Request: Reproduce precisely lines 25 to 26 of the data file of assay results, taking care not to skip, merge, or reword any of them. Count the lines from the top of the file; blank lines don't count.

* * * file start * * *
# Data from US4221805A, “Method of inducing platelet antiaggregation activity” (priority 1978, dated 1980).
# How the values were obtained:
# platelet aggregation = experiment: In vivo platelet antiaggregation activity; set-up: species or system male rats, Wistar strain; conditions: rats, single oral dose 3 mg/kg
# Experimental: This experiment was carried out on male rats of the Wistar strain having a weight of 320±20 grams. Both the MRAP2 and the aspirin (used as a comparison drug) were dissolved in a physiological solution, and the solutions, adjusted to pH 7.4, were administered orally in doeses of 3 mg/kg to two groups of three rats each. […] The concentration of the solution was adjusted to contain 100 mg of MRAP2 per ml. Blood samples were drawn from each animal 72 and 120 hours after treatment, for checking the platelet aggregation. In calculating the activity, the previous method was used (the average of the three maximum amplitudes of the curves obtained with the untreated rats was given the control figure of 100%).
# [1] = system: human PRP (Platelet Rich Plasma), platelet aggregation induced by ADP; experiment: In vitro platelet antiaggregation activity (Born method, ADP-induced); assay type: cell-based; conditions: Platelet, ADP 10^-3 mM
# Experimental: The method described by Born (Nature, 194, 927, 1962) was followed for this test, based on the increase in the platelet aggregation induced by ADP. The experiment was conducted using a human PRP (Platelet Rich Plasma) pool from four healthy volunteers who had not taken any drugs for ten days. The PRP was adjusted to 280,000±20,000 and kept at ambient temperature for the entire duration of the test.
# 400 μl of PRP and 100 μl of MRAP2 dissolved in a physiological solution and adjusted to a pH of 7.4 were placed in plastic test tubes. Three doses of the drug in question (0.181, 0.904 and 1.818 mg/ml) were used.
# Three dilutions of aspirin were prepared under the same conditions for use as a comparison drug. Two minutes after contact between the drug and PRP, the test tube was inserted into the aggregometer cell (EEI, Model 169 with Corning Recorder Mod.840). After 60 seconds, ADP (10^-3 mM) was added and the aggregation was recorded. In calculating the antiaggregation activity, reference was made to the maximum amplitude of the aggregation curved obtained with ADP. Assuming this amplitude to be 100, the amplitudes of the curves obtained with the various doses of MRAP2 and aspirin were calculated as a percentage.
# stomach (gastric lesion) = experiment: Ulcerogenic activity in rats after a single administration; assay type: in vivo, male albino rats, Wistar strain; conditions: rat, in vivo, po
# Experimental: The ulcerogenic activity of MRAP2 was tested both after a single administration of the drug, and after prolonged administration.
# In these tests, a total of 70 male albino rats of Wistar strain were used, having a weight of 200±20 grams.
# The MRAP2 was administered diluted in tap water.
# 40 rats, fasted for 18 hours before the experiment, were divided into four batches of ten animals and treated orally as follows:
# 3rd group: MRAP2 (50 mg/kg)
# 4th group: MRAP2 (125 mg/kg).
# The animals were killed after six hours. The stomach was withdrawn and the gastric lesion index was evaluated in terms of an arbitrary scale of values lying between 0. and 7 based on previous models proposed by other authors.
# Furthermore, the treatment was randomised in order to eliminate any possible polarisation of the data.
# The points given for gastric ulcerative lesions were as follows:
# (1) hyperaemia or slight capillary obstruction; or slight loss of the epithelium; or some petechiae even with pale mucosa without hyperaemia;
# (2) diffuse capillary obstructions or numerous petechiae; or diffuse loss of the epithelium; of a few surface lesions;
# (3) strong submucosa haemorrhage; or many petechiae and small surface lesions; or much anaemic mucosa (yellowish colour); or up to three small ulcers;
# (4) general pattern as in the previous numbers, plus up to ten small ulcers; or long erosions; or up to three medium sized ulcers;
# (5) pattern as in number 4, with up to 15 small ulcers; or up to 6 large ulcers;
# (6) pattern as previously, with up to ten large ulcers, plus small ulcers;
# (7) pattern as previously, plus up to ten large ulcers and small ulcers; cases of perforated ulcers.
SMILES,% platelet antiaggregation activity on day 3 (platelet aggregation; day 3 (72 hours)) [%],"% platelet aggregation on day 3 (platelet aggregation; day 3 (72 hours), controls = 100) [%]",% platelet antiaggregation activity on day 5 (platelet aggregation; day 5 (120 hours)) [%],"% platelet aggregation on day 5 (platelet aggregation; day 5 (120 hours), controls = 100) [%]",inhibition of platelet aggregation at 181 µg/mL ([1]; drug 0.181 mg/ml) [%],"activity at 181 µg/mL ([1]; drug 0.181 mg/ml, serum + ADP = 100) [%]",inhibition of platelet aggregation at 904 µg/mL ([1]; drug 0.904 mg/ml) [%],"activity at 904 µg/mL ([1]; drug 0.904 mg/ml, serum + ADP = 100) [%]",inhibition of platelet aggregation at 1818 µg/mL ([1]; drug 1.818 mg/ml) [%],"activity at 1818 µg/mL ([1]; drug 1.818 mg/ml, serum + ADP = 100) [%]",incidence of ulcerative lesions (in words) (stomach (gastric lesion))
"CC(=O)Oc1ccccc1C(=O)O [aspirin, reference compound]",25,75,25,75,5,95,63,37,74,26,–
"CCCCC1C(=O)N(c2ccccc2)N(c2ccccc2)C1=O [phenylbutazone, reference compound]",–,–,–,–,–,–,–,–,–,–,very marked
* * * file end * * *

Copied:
# (7) pattern as previously, plus up to ten large ulcers and small ulcers; cases of perforated ulcers.
SMILES,% platelet antiaggregation activity on day 3 (platelet aggregation; day 3 (72 hours)) [%],"% platelet aggregation on day 3 (platelet aggregation; day 3 (72 hours), controls = 100) [%]",% platelet antiaggregation activity on day 5 (platelet aggregation; day 5 (120 hours)) [%],"% platelet aggregation on day 5 (platelet aggregation; day 5 (120 hours), controls = 100) [%]",inhibition of platelet aggregation at 181 µg/mL ([1]; drug 0.181 mg/ml) [%],"activity at 181 µg/mL ([1]; drug 0.181 mg/ml, serum + ADP = 100) [%]",inhibition of platelet aggregation at 904 µg/mL ([1]; drug 0.904 mg/ml) [%],"activity at 904 µg/mL ([1]; drug 0.904 mg/ml, serum + ADP = 100) [%]",inhibition of platelet aggregation at 1818 µg/mL ([1]; drug 1.818 mg/ml) [%],"activity at 1818 µg/mL ([1]; drug 1.818 mg/ml, serum + ADP = 100) [%]",incidence of ulcerative lesions (in words) (stomach (gastric lesion))